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Title: the sound of your loneliness
Characters/Pairing: Justin Finch-Fletchley/Pansy Parkinson; Hannah Abbott, Susan Bones, Ernie MacMillan
Prompt: take your pick
Rating: PG-13
Word Count: 2195
Summary: “She forgets, sometimes, that she’s just a piece of furniture to some of these people, a House-Elf who should be seen and not heard.”
Author's Notes: 5/13. Title and inspiration comes from the Fleetwood Mac song “Dreams.”


Justin’s birthday is the week before Christmas and Hannah convinces Ernie MacMillan to help her rent out the Cauldron to throw him a surprise party, filling the bar with so many of their friends and classmates that the whole event could double as a Dumbledore’s Army reunion. Pansy is working the bar only as a courtesy to Hannah; she would much rather be back in the room she rents upstairs, drinking wine in her nightgown and painting her nails, than slinging beers and serving people who hate her. She could have stayed away, she reminds herself, cutting the tap so that Weasel King’s pint of Strange Brew isn’t all foam, but then she thinks of where she was last night, sitting cross-legged on the bed with her bills spread out flat on the duvet, and slides Ron Weasley’s beer across the counter.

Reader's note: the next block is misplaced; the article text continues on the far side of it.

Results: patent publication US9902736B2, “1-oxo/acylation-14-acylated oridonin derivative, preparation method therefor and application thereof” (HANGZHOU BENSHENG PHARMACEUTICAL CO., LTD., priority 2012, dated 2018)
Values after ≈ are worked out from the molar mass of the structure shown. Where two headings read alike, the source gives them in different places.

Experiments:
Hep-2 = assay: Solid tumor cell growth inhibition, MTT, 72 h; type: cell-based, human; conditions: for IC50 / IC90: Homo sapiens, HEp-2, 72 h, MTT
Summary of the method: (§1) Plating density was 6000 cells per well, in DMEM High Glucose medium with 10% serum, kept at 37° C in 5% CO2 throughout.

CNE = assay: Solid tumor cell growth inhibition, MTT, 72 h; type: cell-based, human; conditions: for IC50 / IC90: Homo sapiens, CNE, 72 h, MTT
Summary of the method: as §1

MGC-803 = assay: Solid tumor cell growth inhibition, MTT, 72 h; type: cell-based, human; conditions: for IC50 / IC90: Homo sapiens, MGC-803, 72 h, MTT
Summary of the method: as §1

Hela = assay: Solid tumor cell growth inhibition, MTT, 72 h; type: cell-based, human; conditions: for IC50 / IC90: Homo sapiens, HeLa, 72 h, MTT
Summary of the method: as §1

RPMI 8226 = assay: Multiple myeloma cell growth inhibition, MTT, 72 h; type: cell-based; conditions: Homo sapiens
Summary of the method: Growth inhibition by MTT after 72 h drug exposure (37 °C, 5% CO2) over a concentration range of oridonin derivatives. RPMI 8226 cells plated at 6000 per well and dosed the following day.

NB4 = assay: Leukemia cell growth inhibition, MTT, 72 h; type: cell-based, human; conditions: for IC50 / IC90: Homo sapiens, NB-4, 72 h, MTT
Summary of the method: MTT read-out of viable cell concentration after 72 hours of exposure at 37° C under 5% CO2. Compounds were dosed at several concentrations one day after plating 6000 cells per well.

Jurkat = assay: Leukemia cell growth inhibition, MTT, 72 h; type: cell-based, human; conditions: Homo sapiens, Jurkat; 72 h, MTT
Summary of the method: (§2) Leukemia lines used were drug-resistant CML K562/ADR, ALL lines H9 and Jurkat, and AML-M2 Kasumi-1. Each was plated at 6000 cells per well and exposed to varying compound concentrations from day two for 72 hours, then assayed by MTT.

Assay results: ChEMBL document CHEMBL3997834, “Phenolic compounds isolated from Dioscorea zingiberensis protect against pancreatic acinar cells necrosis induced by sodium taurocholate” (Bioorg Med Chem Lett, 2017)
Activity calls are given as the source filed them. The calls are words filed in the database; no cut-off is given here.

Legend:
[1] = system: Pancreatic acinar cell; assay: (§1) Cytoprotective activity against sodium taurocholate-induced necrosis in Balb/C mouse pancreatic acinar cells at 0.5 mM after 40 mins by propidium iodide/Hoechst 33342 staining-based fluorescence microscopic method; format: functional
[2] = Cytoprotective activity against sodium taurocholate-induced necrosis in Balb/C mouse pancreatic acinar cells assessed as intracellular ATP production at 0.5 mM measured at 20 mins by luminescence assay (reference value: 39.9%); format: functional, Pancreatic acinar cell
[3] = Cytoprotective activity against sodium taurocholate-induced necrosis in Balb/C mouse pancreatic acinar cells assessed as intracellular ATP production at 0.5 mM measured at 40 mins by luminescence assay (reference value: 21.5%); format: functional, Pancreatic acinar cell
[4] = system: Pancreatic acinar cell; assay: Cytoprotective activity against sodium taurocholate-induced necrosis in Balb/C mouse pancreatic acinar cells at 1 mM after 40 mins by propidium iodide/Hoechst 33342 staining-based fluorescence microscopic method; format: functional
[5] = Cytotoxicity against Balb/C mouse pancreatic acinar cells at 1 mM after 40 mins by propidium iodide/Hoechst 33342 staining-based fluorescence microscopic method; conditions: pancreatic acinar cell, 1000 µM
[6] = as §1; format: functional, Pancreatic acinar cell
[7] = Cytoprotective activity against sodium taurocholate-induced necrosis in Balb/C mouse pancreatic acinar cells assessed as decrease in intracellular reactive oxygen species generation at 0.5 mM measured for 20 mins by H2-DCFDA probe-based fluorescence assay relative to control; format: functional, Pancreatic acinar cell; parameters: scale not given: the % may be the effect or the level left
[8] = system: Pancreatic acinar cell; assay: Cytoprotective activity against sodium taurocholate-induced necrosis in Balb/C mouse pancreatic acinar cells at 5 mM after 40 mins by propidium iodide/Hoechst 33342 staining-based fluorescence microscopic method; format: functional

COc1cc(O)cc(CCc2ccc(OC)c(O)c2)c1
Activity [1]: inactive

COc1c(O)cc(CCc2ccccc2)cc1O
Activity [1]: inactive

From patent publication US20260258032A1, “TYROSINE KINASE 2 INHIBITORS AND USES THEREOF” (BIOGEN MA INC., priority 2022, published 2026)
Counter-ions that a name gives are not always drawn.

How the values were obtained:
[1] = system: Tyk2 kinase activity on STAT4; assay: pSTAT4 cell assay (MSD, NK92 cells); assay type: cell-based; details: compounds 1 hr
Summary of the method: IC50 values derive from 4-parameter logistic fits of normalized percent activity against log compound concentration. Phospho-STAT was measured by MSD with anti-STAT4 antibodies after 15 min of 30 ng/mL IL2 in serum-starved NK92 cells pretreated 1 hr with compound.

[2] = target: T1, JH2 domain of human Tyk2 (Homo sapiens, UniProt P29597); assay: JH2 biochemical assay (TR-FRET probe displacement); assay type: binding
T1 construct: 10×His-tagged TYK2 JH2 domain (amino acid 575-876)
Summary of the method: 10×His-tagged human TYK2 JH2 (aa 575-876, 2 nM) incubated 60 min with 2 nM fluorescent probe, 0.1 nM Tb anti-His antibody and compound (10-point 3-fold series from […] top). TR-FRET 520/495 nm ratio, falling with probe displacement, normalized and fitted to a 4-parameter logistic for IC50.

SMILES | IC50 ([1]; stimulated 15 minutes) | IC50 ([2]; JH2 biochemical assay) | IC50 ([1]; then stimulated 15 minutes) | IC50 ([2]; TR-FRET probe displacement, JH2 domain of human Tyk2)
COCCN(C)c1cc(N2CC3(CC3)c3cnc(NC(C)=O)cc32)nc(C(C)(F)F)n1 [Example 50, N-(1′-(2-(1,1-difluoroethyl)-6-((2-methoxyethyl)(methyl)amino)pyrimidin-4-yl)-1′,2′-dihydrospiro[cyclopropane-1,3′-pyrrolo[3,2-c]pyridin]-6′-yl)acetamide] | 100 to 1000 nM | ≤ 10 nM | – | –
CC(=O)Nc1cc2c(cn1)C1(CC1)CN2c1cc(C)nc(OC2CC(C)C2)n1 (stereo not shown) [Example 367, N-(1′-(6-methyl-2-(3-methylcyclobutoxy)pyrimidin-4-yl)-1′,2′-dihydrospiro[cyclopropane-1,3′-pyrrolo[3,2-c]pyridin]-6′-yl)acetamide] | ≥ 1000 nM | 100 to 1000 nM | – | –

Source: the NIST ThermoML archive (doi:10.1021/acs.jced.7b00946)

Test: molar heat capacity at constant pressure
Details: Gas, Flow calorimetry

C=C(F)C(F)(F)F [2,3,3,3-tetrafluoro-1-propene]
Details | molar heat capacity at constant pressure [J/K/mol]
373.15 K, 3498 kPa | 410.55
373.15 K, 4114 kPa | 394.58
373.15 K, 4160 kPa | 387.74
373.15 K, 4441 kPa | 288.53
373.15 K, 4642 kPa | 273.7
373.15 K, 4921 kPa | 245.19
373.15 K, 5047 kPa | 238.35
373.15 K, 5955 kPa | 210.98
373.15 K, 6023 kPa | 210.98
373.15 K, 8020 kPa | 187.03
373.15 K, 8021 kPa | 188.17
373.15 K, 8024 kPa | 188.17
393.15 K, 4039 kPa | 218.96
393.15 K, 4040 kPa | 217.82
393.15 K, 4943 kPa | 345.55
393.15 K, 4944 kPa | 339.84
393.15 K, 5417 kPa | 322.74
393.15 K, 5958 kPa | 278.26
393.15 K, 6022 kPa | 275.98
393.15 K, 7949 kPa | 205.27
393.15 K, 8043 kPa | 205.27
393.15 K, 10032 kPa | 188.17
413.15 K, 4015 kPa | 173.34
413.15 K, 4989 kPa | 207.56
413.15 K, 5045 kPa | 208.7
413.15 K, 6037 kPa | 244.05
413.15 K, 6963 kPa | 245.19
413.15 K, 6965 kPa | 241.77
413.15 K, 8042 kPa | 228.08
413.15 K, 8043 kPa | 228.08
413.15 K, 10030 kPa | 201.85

‚Äč
Hannah promised her time and half for helping out at the last minute and honestly, Pansy has to admit that the evening hasn’t been so bad; Potter and his Auror pals spare her sharp glances and glares when they think she isn’t looking, but for the most part all the partygoers are leaving her be. It’s like any other night, exhausting and hilarious in equal turns, and by the time the birthday boy puts an official stop to the shots of Vipertooth Vodka most of the Gryffindors and Ravenclaws have gone home. It’s just the Hufflepuffs left at her corner of the bar, Justin surrounded by Hannah and Ernie and Susan Bones, the four of them wrapped up in a friendly conversation that Pansy tries not to eavesdrop on. She generally keeps her distance from Ernie and Susan if she can help it, and at least tonight it wasn’t hard; Ernie kept flexing his biceps for pretty witches he caught waiting for drinks, while Susan – who is still dressed in her Auror finest and in dire need of a Sobritatius charm – flashed the knotty scar winding around her neck at nearly anyone who would pay her the slightest bit of attention.